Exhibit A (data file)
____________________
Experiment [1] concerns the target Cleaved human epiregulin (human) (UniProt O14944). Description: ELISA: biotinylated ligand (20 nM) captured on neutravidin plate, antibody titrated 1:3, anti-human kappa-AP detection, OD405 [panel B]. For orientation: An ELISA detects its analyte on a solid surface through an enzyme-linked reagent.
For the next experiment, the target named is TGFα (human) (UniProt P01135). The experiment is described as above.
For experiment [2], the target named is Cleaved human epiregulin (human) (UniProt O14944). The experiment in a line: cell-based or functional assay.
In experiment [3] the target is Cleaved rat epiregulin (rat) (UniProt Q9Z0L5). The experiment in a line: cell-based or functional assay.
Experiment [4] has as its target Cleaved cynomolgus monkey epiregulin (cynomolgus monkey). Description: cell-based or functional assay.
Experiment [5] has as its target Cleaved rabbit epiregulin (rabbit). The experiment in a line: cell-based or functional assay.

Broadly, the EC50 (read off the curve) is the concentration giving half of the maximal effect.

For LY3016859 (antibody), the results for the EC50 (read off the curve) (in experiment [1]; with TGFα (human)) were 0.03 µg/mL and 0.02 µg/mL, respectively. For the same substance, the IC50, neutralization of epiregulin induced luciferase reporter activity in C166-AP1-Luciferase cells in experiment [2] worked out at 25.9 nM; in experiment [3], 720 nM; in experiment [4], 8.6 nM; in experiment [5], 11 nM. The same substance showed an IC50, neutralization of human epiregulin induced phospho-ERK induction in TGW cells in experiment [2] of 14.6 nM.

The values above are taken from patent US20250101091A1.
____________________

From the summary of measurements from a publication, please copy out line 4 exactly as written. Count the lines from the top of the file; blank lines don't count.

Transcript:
In experiment [3] the target is Cleaved rat epiregulin (rat) (UniProt Q9Z0L5). The experiment in a line: cell-based or functional assay.